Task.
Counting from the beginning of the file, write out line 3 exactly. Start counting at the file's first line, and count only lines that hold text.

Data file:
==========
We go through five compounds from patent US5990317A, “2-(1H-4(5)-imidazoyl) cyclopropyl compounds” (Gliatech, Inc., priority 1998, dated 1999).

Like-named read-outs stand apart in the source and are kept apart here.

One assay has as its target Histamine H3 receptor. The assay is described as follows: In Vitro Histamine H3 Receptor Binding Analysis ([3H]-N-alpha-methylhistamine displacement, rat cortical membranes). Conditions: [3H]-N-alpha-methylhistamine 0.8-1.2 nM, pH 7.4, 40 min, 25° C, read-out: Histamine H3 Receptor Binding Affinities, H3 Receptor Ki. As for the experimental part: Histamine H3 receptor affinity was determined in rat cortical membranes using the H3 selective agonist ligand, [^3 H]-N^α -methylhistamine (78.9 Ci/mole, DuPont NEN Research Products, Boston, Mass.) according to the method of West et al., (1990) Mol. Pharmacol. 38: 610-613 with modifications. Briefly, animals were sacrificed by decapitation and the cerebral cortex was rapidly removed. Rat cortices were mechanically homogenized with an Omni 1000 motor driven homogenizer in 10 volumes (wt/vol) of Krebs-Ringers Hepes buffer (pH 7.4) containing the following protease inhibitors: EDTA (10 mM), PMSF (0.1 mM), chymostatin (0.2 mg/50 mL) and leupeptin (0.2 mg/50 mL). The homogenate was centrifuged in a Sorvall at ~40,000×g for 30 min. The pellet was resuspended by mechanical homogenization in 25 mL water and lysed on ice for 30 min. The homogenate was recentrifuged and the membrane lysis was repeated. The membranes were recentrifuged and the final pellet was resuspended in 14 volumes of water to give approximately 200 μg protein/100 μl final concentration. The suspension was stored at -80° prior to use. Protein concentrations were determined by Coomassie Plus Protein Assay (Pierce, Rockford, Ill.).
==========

One assay has as its target Histamine H3 receptor. The assay is described as follows: In Vitro Histamine H3 Receptor Binding Analysis ([3H]-N-alpha-methylhistamine displacement, rat cortical membranes). Conditions: [3H]-N-alpha-methylhistamine 0.8-1.2 nM, pH 7.4, 40 min, 25° C, read-out: Histamine H3 Receptor Binding Affinities, H3 Receptor Ki. As for the experimental part: Histamine H3 receptor affinity was determined in rat cortical membranes using the H3 selective agonist ligand, [^3 H]-N^α -methylhistamine (78.9 Ci/mole, DuPont NEN Research Products, Boston, Mass.) according to the method of West et al., (1990) Mol. Pharmacol. 38: 610-613 with modifications. Briefly, animals were sacrificed by decapitation and the cerebral cortex was rapidly removed. Rat cortices were mechanically homogenized with an Omni 1000 motor driven homogenizer in 10 volumes (wt/vol) of Krebs-Ringers Hepes buffer (pH 7.4) containing the following protease inhibitors: EDTA (10 mM), PMSF (0.1 mM), chymostatin (0.2 mg/50 mL) and leupeptin (0.2 mg/50 mL). The homogenate was centrifuged in a Sorvall at ~40,000×g for 30 min. The pellet was resuspended by mechanical homogenization in 25 mL water and lysed on ice for 30 min. The homogenate was recentrifuged and the membrane lysis was repeated. The membranes were recentrifuged and the final pellet was resuspended in 14 volumes of water to give approximately 200 μg protein/100 μl final concentration. The suspension was stored at -80° prior to use. Protein concentrations were determined by Coomassie Plus Protein Assay (Pierce, Rockford, Ill.).